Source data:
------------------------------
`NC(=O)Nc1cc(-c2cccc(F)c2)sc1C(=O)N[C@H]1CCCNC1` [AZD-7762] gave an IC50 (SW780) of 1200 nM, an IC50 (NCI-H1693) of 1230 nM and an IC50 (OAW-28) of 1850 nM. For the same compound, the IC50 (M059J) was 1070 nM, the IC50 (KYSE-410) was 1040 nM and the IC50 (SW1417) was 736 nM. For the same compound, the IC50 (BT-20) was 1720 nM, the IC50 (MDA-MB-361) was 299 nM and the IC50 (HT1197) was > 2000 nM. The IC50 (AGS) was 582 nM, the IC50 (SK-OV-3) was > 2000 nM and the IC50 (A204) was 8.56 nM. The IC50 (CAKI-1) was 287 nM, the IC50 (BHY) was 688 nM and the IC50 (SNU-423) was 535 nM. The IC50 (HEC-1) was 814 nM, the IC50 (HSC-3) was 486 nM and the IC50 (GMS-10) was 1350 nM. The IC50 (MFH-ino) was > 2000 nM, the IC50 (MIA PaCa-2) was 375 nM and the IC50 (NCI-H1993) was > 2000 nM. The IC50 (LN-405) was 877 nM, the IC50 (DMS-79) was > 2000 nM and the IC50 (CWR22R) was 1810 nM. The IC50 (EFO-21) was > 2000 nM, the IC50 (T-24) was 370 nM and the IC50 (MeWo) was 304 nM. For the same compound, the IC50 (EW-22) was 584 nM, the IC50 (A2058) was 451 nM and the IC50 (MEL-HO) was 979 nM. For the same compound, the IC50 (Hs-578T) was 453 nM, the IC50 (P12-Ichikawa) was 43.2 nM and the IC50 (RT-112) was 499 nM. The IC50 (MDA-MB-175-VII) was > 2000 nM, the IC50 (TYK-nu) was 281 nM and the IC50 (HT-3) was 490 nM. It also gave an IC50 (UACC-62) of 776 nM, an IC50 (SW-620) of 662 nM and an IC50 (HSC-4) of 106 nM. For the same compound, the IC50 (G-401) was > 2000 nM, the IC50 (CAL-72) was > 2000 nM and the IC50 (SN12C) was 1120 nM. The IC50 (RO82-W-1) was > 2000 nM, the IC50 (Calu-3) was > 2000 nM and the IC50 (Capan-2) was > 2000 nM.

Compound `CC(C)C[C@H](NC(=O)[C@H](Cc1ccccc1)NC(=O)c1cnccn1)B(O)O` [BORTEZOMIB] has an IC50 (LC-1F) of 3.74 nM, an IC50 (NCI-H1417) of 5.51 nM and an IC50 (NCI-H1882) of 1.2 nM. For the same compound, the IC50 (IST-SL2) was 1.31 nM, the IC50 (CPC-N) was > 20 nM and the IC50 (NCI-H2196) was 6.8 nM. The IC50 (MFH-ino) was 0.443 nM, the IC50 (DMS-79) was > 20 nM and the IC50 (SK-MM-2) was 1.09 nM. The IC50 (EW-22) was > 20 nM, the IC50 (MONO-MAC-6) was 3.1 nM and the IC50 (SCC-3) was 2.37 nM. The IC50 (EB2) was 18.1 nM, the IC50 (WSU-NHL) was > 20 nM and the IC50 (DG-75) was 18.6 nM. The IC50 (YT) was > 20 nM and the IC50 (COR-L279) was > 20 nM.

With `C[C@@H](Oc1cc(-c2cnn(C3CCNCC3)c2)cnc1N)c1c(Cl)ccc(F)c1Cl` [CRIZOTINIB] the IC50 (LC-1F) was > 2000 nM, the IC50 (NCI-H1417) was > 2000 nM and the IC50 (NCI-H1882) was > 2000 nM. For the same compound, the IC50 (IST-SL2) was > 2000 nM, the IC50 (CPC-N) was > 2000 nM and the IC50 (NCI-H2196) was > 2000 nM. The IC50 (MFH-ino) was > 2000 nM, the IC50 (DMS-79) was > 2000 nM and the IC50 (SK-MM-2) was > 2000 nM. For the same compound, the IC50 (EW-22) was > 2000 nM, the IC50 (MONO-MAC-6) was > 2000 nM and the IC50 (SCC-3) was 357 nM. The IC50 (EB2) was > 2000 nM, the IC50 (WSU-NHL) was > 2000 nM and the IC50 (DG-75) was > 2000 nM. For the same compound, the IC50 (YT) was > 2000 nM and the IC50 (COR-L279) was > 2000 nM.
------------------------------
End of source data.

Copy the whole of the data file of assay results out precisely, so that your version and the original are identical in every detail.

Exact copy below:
`NC(=O)Nc1cc(-c2cccc(F)c2)sc1C(=O)N[C@H]1CCCNC1` [AZD-7762] gave an IC50 (SW780) of 1200 nM, an IC50 (NCI-H1693) of 1230 nM and an IC50 (OAW-28) of 1850 nM. For the same compound, the IC50 (M059J) was 1070 nM, the IC50 (KYSE-410) was 1040 nM and the IC50 (SW1417) was 736 nM. For the same compound, the IC50 (BT-20) was 1720 nM, the IC50 (MDA-MB-361) was 299 nM and the IC50 (HT1197) was > 2000 nM. The IC50 (AGS) was 582 nM, the IC50 (SK-OV-3) was > 2000 nM and the IC50 (A204) was 8.56 nM. The IC50 (CAKI-1) was 287 nM, the IC50 (BHY) was 688 nM and the IC50 (SNU-423) was 535 nM. The IC50 (HEC-1) was 814 nM, the IC50 (HSC-3) was 486 nM and the IC50 (GMS-10) was 1350 nM. The IC50 (MFH-ino) was > 2000 nM, the IC50 (MIA PaCa-2) was 375 nM and the IC50 (NCI-H1993) was > 2000 nM. The IC50 (LN-405) was 877 nM, the IC50 (DMS-79) was > 2000 nM and the IC50 (CWR22R) was 1810 nM. The IC50 (EFO-21) was > 2000 nM, the IC50 (T-24) was 370 nM and the IC50 (MeWo) was 304 nM. For the same compound, the IC50 (EW-22) was 584 nM, the IC50 (A2058) was 451 nM and the IC50 (MEL-HO) was 979 nM. For the same compound, the IC50 (Hs-578T) was 453 nM, the IC50 (P12-Ichikawa) was 43.2 nM and the IC50 (RT-112) was 499 nM. The IC50 (MDA-MB-175-VII) was > 2000 nM, the IC50 (TYK-nu) was 281 nM and the IC50 (HT-3) was 490 nM. It also gave an IC50 (UACC-62) of 776 nM, an IC50 (SW-620) of 662 nM and an IC50 (HSC-4) of 106 nM. For the same compound, the IC50 (G-401) was > 2000 nM, the IC50 (CAL-72) was > 2000 nM and the IC50 (SN12C) was 1120 nM. The IC50 (RO82-W-1) was > 2000 nM, the IC50 (Calu-3) was > 2000 nM and the IC50 (Capan-2) was > 2000 nM.

Compound `CC(C)C[C@H](NC(=O)[C@H](Cc1ccccc1)NC(=O)c1cnccn1)B(O)O` [BORTEZOMIB] has an IC50 (LC-1F) of 3.74 nM, an IC50 (NCI-H1417) of 5.51 nM and an IC50 (NCI-H1882) of 1.2 nM. For the same compound, the IC50 (IST-SL2) was 1.31 nM, the IC50 (CPC-N) was > 20 nM and the IC50 (NCI-H2196) was 6.8 nM. The IC50 (MFH-ino) was 0.443 nM, the IC50 (DMS-79) was > 20 nM and the IC50 (SK-MM-2) was 1.09 nM. The IC50 (EW-22) was > 20 nM, the IC50 (MONO-MAC-6) was 3.1 nM and the IC50 (SCC-3) was 2.37 nM. The IC50 (EB2) was 18.1 nM, the IC50 (WSU-NHL) was > 20 nM and the IC50 (DG-75) was 18.6 nM. The IC50 (YT) was > 20 nM and the IC50 (COR-L279) was > 20 nM.

With `C[C@@H](Oc1cc(-c2cnn(C3CCNCC3)c2)cnc1N)c1c(Cl)ccc(F)c1Cl` [CRIZOTINIB] the IC50 (LC-1F) was > 2000 nM, the IC50 (NCI-H1417) was > 2000 nM and the IC50 (NCI-H1882) was > 2000 nM. For the same compound, the IC50 (IST-SL2) was > 2000 nM, the IC50 (CPC-N) was > 2000 nM and the IC50 (NCI-H2196) was > 2000 nM. The IC50 (MFH-ino) was > 2000 nM, the IC50 (DMS-79) was > 2000 nM and the IC50 (SK-MM-2) was > 2000 nM. For the same compound, the IC50 (EW-22) was > 2000 nM, the IC50 (MONO-MAC-6) was > 2000 nM and the IC50 (SCC-3) was 357 nM. The IC50 (EB2) was > 2000 nM, the IC50 (WSU-NHL) was > 2000 nM and the IC50 (DG-75) was > 2000 nM. For the same compound, the IC50 (YT) was > 2000 nM and the IC50 (COR-L279) was > 2000 nM.